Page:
All Leica lenses are hand-crafted in Germany and go through meticulous manufacturing processes to uphold the quality and precision defined by Leica and expected by our customers. In the age where technology almost inevitably means mass manufacturing, Leica products are still made with exacting precision by the hands of highly-trained technicians. With such attention to detail, it is often hard to instantaneously meet the demand of customers seeking the finest lenses available, especially the fastest lenses that are extremely popular as a result of their uniqueness and superior image quality.
That being said, Leica Camera regrets the often difficult situation our customers experience in acquiring their dream lenses. We are actively working to increase Leica's production while keeping in line with our core goal of providing the best optical performance possible.
We invite customers to view the "Leica Lenses" video, providing a rare behind-the-scenes look at the craftsmanship and making of Leica lenses in the production facilities of Leica Camera AG in Solms, at: https://en.leica-camera.com/photography/m_system/m_cameras
DIGLLOYD: Indeed, hand-crafted lenses which require years of training to produce cannot be increased in production quickly. The used and overseas markets are one way M users might find a desired lens, and don’t rule out older lenses and/or Zeiss ZM or Voigtlander M-mount lenses, at least for placeholders until the desired Leica M lens can be obtained.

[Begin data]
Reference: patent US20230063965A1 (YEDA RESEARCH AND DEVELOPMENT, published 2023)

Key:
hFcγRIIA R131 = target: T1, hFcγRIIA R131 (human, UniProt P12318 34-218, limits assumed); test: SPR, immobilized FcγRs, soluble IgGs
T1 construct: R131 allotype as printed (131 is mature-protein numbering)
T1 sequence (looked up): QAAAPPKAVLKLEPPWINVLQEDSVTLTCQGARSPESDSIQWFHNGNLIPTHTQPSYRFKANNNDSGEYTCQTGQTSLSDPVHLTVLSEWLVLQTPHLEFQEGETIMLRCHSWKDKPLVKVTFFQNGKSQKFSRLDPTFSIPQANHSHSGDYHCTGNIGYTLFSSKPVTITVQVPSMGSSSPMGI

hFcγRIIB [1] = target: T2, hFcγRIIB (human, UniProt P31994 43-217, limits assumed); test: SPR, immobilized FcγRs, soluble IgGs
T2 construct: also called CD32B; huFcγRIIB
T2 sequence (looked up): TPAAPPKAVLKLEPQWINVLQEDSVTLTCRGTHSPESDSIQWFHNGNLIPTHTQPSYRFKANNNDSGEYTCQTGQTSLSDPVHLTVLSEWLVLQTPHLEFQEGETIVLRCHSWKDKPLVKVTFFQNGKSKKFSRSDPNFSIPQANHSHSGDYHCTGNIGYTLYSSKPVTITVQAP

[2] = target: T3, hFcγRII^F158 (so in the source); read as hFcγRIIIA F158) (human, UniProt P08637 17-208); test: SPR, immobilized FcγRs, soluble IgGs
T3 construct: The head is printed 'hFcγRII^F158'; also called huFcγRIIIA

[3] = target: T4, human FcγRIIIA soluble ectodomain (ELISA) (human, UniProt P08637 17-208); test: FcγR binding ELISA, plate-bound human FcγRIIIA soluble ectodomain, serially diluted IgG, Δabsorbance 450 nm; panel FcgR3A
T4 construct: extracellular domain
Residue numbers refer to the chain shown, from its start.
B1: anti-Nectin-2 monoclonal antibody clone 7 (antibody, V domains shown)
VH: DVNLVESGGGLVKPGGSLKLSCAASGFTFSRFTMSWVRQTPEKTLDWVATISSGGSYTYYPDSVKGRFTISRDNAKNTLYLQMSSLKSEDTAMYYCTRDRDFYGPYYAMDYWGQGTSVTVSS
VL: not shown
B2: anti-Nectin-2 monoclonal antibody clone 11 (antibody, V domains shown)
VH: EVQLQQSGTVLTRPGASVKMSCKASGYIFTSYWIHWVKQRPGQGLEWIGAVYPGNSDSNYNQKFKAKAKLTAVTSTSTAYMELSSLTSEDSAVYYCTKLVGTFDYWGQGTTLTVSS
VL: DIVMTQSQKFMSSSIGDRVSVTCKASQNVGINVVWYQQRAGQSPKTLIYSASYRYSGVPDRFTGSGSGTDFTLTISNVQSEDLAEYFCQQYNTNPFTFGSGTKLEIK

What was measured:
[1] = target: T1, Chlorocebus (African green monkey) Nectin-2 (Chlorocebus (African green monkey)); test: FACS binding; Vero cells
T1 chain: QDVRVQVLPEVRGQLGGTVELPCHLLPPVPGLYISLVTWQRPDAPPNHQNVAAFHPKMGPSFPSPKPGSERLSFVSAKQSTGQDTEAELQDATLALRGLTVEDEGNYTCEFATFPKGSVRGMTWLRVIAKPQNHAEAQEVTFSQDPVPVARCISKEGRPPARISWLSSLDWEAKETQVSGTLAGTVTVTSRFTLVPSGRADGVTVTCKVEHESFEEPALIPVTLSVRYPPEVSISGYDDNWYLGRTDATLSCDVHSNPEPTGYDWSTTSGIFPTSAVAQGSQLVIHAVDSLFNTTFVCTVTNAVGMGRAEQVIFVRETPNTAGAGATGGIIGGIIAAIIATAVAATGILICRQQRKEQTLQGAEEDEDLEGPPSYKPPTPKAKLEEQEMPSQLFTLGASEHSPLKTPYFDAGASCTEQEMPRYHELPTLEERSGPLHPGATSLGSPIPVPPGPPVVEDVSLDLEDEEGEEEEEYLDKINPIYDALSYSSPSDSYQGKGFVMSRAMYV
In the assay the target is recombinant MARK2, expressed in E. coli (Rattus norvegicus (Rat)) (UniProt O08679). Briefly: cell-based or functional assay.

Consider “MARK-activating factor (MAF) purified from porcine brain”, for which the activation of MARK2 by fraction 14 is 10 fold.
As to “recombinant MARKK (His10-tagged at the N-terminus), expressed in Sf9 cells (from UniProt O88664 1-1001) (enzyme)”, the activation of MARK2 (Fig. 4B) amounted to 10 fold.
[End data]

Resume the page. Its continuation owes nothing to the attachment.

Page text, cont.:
DIGLOYD: Leica M lens line price increase of about 7% for 2012 follows similar bumps over the past several years. Does Leica have any guidance on why prices are being raised and whether this trend will continue?
Leica's focus remains first and foremost on providing a premium customer experience and products of outstanding construction and performance quality. Pricing for each lens depends on its individual design and production requirements.
Due to a significant rise in the cost of certain materials used to manufacture Leica lenses, Leica has been forced to increase its lens prices accordingly. The increase in cost is particularly related to certain types of specialty glass containing rare-earth materials. Rare-earth materials are also used to polish optics in the production of lens elements. Further cost increases have resulted from the rise in base pricing of noble metals as well as the cost of labor.
DIGLLOYD: I have followed the rare earth market for some years now. Cerium oxide (glass polishing) and Lanthanum oxide (some types of glass) have skyrocketed in price enough to make any hedge fund manager green with envy. Lutetium might be used for certain special glass types, and perhaps praseodymium. Some of these elements are up 1000% or more.
DIGLLOYD: I have conversed with a number of frustrated Leica M prospective and actual buyers who have had to abandon the M experience because of visual acuity (focusing) just not being possible for them. Precise framing is a challenge, and focus accuracy remains a challenge under some circumstances (eg subject matter and/or dim light), even for those with 20/20 eyesight.